While there were few pro-municipal school signs in Bartlett, there were no opposition signs at a random number of precincts checked in the suburbs.

Across the suburbs, the most visible opposition group was in Lakeland, led by former Mayor Jim Bomprezzi

Leaders of suburban groups favoring municipal schools said they expected to win.

“I’m not surprised. Pleased obviously,” said Phillip Walker, one of the leaders of Better Bartlett Schools. ” … We pretty much were expecting a wide majority to vote for it.”

By comparison, the sales-tax referendums received tepid support, trailing the approval levels for the district referendum by 10 to 20 percentage points.

Suburban leaders had avoided using references to schools in the wording in the referendums so that all of the money was not required to go to education. Bartlett Alderman Emily Elliott, who worked early voting, said many voters were unclear about where the revenues would go, leading to some confusion.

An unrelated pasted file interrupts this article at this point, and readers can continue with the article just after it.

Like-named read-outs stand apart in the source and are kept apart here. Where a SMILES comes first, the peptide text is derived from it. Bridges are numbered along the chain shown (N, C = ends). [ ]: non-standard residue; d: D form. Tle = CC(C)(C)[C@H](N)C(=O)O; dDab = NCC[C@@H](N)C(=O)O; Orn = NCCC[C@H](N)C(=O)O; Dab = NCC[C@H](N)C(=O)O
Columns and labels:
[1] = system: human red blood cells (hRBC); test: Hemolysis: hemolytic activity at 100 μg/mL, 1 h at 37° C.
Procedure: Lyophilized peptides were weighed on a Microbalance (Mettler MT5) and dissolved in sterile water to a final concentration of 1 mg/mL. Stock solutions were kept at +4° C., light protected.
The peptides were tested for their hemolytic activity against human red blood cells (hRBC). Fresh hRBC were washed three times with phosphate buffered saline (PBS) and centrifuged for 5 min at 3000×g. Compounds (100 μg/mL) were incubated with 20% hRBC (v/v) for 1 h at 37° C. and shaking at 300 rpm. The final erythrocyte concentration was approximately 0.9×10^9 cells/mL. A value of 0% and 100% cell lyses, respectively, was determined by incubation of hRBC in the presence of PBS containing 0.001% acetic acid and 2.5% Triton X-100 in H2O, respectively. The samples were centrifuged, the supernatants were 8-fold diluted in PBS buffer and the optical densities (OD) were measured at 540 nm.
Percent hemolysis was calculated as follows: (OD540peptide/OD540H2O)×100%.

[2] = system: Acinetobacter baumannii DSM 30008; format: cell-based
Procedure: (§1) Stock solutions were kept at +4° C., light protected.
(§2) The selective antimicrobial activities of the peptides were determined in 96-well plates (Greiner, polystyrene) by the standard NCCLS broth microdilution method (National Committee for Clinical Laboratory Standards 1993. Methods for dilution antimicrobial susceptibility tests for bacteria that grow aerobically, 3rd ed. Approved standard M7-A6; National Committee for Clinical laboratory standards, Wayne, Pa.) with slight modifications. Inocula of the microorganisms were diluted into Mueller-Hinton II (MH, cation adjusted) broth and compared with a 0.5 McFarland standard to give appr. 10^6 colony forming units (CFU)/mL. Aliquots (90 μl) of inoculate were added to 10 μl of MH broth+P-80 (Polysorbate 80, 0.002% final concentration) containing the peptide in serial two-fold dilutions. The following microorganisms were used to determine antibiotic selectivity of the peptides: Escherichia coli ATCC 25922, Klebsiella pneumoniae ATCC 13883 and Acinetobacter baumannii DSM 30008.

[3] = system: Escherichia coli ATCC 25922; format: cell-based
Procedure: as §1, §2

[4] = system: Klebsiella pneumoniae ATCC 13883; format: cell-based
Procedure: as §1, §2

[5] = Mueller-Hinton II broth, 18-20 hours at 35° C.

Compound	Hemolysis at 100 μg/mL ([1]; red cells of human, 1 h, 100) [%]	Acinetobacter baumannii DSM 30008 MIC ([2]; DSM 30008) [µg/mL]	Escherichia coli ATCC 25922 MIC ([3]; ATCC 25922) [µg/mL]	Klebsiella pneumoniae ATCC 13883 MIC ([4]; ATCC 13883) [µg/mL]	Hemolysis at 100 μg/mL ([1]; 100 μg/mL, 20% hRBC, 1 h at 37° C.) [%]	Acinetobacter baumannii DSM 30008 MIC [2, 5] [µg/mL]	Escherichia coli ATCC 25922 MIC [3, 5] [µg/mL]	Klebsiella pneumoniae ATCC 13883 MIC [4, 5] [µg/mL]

In each suburb, however, supporters’ euphoria over the referendum results was somewhat tempered by uncertainty over the legal wrangling in the schools issue.

“Now we take a big deep breath, get up in the morning and move on with the business at hand, which is litigation,” Goldsworthy said.

Collierville Mayor Stan Joyner said he’s pleased about Thursday night’s outcome but it’s just one obstacle the town has to clear.

“We are like Olympic runners — we get over one hurdle and there’s the next one we have to clear. I’m still guardedly optimistic.

But Portia Scurlock, a Germantown resident with two elementary-aged children, said she wasn’t worried that her vote would later be ruled unconstitutional.

“If all the other Podunk towns in Tennessee can have their own school systems, why keep a larger municipality from doing the same? It doesn’t make sense.”

Ms. Scurlock, do not put anything past the hack politicians in Memphis, Tennessee.

There’s a reason I moved across the state line to DeSoto County, Mississippi back in ’97.

A lot of y’all may soon be joining me.

You eeevil suburbanites.